Dozens of Vancouver overdoses, as 24-hour supervised site opens
Tom Gordon is not one of the dozens of people who have overdosed in Vancouver over the past 24 hours, but he’s no stranger to the experience.
Gordon said he survived a three-day coma after a cocaine and Fentanyl overdose last April.
The addict — who joked about having cocaine for breakfast — is convinced opening the supervised injection site 24 hours a day when social assistance cheques are delivered will save lives.
That same site alone saw 14 overdoses in the past day — double the usual number.
“They just started — I’m sure it will be a rousing success,” said Gordon, an Insite regular who said he’s been there more than “9983 times.”
The 24-hour pilot project is set to run for six months.
The inaugural day of the opening was busy. Firefighters and paramedics scrambled to deal with a glut of calls in the wake of Wednesday cheque deliveries, known to fuel drug deaths.
“It’s kind of like anyone else. You get a paycheque and there is a temptation to spend it quickly,” said Insite manager Patrick Beattie.
It’s unclear if any of the overdoses reported yesterday and overnight were fatal.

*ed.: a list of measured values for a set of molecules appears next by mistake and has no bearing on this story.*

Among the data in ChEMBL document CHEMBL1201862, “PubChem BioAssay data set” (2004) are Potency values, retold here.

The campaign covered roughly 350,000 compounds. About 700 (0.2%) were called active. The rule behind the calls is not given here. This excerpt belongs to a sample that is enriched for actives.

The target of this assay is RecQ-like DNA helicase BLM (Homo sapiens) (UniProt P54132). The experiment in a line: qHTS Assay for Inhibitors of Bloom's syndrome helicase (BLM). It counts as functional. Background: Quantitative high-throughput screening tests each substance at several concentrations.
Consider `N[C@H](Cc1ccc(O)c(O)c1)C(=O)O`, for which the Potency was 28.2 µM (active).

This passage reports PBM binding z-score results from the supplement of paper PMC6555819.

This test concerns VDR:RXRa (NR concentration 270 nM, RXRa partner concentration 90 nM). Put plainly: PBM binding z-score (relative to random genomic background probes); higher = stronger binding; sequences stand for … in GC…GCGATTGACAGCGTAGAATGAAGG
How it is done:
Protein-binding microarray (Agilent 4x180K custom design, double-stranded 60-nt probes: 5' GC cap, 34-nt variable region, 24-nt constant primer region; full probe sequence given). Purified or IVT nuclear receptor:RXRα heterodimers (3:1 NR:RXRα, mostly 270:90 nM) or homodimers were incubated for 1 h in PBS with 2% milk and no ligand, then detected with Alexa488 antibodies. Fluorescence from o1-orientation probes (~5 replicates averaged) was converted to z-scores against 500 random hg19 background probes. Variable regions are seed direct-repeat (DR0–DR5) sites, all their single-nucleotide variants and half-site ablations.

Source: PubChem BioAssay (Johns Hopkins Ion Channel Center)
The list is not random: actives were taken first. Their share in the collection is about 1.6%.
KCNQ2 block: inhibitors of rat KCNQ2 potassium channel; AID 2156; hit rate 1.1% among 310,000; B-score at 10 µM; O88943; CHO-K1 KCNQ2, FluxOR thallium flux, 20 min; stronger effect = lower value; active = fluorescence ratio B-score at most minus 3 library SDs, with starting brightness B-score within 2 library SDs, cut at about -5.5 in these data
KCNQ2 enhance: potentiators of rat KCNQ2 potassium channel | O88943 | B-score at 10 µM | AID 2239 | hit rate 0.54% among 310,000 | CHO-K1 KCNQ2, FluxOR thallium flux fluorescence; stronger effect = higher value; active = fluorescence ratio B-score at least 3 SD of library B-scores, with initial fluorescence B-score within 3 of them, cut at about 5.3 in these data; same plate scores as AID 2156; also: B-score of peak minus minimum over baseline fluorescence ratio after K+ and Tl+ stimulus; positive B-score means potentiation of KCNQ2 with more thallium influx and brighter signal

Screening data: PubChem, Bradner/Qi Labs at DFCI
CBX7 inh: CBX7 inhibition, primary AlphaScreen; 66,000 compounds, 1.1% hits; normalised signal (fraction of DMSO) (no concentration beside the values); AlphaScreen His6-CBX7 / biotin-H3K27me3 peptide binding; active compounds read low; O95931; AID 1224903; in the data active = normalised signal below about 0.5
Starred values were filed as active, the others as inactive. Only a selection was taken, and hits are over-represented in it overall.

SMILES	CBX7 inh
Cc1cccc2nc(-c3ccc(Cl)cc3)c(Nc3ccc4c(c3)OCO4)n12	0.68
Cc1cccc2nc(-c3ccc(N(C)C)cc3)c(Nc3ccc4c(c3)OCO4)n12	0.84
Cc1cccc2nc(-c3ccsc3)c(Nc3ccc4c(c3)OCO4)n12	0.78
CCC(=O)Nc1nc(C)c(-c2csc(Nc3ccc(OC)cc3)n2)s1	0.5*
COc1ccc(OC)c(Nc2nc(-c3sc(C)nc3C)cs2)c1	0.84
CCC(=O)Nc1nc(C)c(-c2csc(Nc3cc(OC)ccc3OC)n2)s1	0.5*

Deaths are known to spike — up to 40 per cent more than usual — when social assistance cheques are delivered, according to a Queen’s University study of “the cheque effect” which looked of coroner’s data between the period of 2009 to 2013.
On an average day in Vancouver health officials told CBC they see three overdoses.
Yesterday’s total of 14 was double the average number of incidents they see on social assistance cheque days, according to Vancouver Coastal Health authorities.
Vancouver is applying for five more supervised sites to help keep people safe and give them a place to find help and escape the stigma of addiction, a medical condition often seen as needing punishment.
“That’s great news — excellent,” said Michael Yam, a drug user who frequents the supervised injection site and often gets help from the nurse with the needle, plus first aid treatment for cuts and bruises.
Yam said he heads to Insite first when he gets his social assistance cheque, then after one shot, goes shopping for groceries.
“They take really good care of us,” he said, lauding Insite for handing out Naloxone kits to users so they can help others who overdose.
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